HLA associations found in this large combined cohort (n = 2,506) were compared to the ones previously found in a dataset of 346 Rochester cohort subjects (this Rochester cohort is part of the combined cohort of 2,506) [8]. Finding B*57:01 and DQB1*06:02 allele associations in both the smaller (n = 346) and combined (n = 2,506) cohorts could be indicative that these alleles (B*57:01 and DQB1*06:02) are associated with the neutralizing antibody phenotype. Also, the DRB1*15 allele appears to be in linkage disequilibrium (LD) with the HLA-DQB1*06:02 allele. Similarly, we found suggestive associations between several alleles from the HLA-B locus that belong to the major HLA-B supertypes (alleles with overlapping peptide-binding specificities), such as B44 (*40:01) and B58 (*57:01), which were previously found in a small dataset of Rochester cohort subjects (n = 346) that is part of this large combined cohort [43]. The nature of the association between HLA class I alleles and neutralizing antibody responses is not clear, as CD8+ T cell activity is not usually associated with humoral immunity. It can be proposed that antigen-presenting cells may present exogenous MV overlapping epitopes via cross-presentation by both class I and class II HLA molecules, as was recently described for the exogenous HIV-1 antigen [44]. By identifying genetically restricted MV-derived peptides, it may be possible to develop new multi-peptide HLA supertype vaccines administered with specific adjuvants [45, 46]. Studies have also shown that CD8+ T cell responses correlate with viral RNA levels in MV-infected macaques [47]. One possible explanation is that T cell responses facilitate viral clearance and thereby alter the availability of MV antigen for surface immunoglobulin on B cells. This may indirectly affect B cell activation and antibody production.

The strength of this work is that we have improved upon the rigor of our prior studies. In this current work, we utilized model selection to select the most relevant covariates to adjust for while evaluating the role of HLA or KIR alleles. We have also carefully controlled for the effects of population stratification by restricting to subjects with European ancestry by using a combination of the STRUCTURE race categorization and self-declared race, and by adjusting for population stratification in the analyses using eigenvectors estimated from genome-wide SNP measurements from a prior GWAS. We comprehensively examined the association of KIR and HLA genes on MV-induced immunity via state-of-the-art imputation methods. No previous measles vaccine studies have utilized an imputation approach to understand MV immunity. We pooled all of our available data across well-characterized and independent cohorts to gain power to detect associations. Additionally, we utilized an improved high-throughput uniform assay to reliably quantify neutralizing antibody titers. Although this assay does not measure all antibodies that may influence viral clearance and protection (i.e., antibody-dependent cellular cytotoxicity/ADCC antibodies) [48], it is the currently accepted "gold standard" assay in measles serology and provides measures (neutralizing antibody titers) used as correlates of protection against measles [28, 49]. Finally, we have been more conservative in our thresholds for statistical significance and acknowledged the issue of multiple testing.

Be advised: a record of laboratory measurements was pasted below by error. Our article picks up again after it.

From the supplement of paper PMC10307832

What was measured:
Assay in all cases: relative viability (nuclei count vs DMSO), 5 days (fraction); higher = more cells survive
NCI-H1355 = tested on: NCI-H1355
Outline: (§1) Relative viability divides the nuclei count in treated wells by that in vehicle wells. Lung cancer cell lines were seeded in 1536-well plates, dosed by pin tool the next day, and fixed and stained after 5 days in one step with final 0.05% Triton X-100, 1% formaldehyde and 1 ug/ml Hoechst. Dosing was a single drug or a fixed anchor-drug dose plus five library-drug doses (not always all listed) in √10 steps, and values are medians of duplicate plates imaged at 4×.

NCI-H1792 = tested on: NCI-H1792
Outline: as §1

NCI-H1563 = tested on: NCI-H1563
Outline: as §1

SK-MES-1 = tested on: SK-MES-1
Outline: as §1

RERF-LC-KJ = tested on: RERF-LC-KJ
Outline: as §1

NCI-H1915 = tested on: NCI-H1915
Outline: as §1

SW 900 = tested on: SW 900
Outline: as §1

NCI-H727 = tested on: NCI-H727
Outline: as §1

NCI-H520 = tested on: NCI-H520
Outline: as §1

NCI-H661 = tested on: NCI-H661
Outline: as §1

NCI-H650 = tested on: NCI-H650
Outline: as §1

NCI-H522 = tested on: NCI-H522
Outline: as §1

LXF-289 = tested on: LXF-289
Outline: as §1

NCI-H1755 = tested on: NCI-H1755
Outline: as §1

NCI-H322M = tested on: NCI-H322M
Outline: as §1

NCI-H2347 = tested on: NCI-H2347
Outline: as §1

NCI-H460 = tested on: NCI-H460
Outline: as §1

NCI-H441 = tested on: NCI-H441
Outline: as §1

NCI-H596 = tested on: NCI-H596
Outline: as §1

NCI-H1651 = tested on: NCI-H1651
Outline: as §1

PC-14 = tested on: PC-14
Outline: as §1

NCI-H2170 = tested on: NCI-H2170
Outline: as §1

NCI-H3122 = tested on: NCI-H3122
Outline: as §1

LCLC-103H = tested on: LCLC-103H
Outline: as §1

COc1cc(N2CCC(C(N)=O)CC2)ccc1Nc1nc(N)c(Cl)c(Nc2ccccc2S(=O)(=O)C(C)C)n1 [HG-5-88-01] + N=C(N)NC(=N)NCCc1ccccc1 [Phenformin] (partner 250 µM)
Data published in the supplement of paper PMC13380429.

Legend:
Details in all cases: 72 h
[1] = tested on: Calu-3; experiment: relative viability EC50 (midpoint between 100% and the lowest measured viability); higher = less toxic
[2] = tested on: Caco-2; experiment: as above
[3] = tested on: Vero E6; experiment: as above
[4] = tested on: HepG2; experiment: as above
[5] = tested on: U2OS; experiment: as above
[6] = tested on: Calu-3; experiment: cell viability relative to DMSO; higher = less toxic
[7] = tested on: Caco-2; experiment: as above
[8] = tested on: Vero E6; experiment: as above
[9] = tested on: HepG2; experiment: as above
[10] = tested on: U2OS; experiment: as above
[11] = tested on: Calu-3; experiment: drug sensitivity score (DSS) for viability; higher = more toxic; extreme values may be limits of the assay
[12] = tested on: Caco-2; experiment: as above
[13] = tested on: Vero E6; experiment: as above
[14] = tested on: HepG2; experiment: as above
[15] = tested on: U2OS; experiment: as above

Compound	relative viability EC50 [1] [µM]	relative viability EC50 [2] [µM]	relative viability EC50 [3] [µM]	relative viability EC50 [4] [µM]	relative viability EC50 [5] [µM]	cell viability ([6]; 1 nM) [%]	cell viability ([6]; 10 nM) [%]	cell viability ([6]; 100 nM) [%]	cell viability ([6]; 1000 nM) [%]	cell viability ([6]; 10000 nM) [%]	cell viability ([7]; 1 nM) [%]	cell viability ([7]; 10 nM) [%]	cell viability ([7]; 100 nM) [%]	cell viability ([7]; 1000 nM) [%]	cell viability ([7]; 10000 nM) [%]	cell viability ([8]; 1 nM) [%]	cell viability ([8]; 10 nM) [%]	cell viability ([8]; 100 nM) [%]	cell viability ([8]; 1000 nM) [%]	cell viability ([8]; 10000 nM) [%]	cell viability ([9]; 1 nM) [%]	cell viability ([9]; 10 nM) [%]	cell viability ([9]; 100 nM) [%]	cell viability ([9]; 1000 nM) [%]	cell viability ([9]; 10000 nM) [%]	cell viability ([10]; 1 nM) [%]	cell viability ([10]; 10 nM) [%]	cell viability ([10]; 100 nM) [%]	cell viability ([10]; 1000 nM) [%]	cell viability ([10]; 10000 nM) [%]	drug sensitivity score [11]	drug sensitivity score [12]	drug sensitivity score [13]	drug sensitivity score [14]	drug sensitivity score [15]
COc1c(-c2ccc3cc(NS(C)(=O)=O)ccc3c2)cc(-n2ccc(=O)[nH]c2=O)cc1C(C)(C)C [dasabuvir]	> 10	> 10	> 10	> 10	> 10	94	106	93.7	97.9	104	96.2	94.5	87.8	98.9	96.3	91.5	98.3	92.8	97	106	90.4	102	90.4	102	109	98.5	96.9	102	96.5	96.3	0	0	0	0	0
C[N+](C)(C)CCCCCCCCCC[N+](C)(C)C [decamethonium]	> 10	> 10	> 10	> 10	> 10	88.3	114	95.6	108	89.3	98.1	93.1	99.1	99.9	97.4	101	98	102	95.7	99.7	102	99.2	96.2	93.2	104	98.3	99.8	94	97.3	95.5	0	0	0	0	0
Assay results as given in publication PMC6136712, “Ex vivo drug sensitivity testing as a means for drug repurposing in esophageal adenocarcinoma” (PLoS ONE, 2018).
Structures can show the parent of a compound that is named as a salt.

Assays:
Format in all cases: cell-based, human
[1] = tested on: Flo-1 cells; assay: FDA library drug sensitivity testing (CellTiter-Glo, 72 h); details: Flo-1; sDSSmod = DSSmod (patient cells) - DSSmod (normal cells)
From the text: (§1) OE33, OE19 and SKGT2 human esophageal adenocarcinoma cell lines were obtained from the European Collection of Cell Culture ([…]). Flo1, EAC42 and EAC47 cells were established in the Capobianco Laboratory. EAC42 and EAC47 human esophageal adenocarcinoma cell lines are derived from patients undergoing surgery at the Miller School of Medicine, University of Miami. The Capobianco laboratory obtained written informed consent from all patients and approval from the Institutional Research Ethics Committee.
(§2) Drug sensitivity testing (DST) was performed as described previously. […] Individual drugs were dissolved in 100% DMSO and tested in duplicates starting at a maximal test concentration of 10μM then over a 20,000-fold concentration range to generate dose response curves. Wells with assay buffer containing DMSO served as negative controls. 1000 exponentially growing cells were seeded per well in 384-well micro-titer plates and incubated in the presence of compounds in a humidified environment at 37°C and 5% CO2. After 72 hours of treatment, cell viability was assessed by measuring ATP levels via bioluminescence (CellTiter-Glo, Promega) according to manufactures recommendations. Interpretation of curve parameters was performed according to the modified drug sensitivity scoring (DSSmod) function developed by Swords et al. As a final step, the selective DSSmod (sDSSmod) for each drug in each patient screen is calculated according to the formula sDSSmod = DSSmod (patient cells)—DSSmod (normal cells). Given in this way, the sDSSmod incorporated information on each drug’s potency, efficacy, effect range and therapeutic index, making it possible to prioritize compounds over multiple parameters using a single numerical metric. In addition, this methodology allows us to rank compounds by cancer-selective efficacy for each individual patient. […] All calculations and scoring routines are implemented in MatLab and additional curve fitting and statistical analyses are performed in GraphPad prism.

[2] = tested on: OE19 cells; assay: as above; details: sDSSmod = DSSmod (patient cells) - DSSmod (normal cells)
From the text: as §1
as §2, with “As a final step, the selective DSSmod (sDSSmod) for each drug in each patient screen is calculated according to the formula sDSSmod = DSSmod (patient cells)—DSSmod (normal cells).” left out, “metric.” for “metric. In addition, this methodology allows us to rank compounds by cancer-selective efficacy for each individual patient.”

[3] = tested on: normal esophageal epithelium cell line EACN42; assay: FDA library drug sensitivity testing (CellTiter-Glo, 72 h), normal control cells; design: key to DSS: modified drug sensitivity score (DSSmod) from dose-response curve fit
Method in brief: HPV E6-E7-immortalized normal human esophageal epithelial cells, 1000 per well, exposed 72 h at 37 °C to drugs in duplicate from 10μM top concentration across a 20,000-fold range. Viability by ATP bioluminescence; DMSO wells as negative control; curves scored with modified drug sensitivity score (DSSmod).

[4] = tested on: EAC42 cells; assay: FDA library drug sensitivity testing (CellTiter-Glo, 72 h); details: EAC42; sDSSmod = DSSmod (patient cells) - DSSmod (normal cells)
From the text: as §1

While our study has many strengths, limitations are also present. We had insufficient numbers of other racial groups to conduct an independent study of response. Further studies are required to examine KIR/HLA allelic associations with measles vaccine immune response phenotypes in cohorts of different ancestry. Greater sample size and an increased sampling of other races are advisable to resolve these problems. Numerous statistical tests were carried out for this study; therefore, the probability of false-positive results is present. Also, the association between specific HLA alleles, such as B*35:17 and DRB1*15:05, must be interpreted with extreme caution due to the low frequency of these alleles. The low frequency of these alleles may imply that this association is unlikely to be informative in understanding the mechanisms of measles vaccine-induced antibody response. Even so, many of the associations discussed were observed in our previous measles vaccine studies with smaller subsets of these cohorts and less rigorous techniques, and our results make sense biologically in the context of what is known for the role of HLA in the vaccine-induced immunity framework. This lends confidence to our findings [8, 43].